Final door frame and cabin top paint and battery.

Now that the center support bar is in, it was time to finish the front of the cabin top to glass it in. I started by taking some scrap fiberglass pieces from the Aerosport headliner carrier material and drilling a couple of holes to hold things down with clecos. I then mixed up some epoxy and thickened it with Cabo so it wouldn’t run all over the place. This was left overnight to cure.

Once cured, a quick sand and then application of micro. Again wait overnight to cure.

Then began the sanding process to get it to be as flat as possible and also blend into the surrounding surfaces that I had already finished.

Once I was satisfied, I filled in a couple of divots with glazing compound, sanded, and applied a skim coat of epoxy with a squeegee and foam roller. That was left overnight, lightly sanded and then painting started. I followed the same process as the cabin top where I sprayed black DPLF primer, cleaned the gun, then shot K36 high-build primer. Just one coat was needed. After that dried, I sanded with 400 grit and cleaned prepping for topcoat paint.

K36 primer
Left lower door frame.
All the masking to catch overspray.

Then it was time to apply the omni sealer, top coat (Oxford White), finsishing with a matte clear coat. I donned my fresh air breathing hood and matching bunny suit due to the toxic nature of these paints. I applied the omni sealer, waited the time required to dry, followed by 4 coats of paint. Once dried, I applied the clear coat and let it cure overnight.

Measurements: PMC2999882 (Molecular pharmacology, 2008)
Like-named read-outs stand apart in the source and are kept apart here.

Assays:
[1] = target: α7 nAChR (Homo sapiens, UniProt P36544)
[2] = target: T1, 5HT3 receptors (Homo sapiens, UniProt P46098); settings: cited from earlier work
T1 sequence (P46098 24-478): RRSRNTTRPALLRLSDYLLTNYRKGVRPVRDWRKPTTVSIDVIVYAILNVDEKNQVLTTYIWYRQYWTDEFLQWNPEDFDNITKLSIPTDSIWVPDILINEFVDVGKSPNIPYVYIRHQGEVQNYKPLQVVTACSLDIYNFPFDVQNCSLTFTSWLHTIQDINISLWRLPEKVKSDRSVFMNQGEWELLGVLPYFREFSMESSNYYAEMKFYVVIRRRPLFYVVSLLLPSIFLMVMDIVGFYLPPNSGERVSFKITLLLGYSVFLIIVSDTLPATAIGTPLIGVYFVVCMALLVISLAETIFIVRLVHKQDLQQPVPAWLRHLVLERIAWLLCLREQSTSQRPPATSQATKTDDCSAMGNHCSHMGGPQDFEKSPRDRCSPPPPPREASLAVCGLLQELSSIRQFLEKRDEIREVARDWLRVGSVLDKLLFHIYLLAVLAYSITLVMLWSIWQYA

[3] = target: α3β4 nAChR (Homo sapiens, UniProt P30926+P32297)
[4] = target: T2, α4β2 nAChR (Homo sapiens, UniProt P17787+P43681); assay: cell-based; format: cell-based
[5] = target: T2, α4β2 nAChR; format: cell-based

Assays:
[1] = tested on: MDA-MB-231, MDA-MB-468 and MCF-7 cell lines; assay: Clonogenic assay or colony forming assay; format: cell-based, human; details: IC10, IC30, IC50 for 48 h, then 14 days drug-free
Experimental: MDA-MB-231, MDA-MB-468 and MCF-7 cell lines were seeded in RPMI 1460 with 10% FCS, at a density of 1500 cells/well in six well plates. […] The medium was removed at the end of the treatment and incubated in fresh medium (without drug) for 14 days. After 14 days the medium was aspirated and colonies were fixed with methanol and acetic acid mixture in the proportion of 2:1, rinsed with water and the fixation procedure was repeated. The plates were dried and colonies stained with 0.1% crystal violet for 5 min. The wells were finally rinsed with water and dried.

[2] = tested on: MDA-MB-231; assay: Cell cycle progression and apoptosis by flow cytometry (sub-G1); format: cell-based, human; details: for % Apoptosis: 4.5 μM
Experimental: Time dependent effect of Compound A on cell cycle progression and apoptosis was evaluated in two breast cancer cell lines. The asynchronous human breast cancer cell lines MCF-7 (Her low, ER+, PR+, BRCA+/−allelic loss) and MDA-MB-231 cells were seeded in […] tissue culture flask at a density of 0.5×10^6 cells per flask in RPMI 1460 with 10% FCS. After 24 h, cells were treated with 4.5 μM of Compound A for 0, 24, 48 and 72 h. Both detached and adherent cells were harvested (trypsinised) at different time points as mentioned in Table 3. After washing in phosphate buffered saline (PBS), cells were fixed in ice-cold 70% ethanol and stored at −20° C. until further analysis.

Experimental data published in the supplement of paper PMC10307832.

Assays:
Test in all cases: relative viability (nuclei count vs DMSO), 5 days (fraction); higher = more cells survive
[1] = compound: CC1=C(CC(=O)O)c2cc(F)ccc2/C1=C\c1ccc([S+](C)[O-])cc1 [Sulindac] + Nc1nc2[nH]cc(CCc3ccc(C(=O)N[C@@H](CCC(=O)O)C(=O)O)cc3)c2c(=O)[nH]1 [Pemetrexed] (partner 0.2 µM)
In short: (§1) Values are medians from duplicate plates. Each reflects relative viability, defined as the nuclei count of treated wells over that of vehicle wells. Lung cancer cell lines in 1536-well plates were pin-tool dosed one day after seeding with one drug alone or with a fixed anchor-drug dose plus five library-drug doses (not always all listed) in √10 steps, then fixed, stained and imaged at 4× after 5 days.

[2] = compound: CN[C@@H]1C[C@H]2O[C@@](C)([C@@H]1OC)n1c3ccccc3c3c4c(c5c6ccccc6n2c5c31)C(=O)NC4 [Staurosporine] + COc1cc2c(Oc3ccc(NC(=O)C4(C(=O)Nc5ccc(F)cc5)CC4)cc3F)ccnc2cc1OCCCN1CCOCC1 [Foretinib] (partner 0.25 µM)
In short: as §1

Masking all removed after cure

Lower door frames are not as perfect as the rest of the cabin top, but also there will be the McMaster door seal sitting here too, so not as much surface area will be exposed.

I had previously mentioned that I needed to modify my engine mount to accommodate the Barrett Cold Air Induction. I sought out a local welder and dropped it off for him to cut the existing bar out and replace with this curved one proving more clearance. I was never able to get an exact number on how much clearance was needed. I was mostly directed to leave about 1″ from the existing weld on each side and cut the new bar provided down to meet up and weld together. My welder was able to leave a little less than an inch from the weld on each side, which left approx. an inch of clearance, which should be more than enough. Now to prime/paint the exposed steel.

Initially, I had crimped some of my battery wires with a hex die hydraulic crimping tool. I was told by the supplier through ACS that that is not correct method for the terminals I had bought. I then decided to buy the crimping tool that Stein sells along with the terminals they sell as well to re-do everything I had already done. I don’t want any flakiness in the battery connections, so re-doing was simply the correct thing to do.

Test Crimp with new crimper
Rear battery connections complete!
A view from the other side.

A side view of the plane as it stands. I’m just now starting to work on window installation using Silpruf. More details to come on that method.

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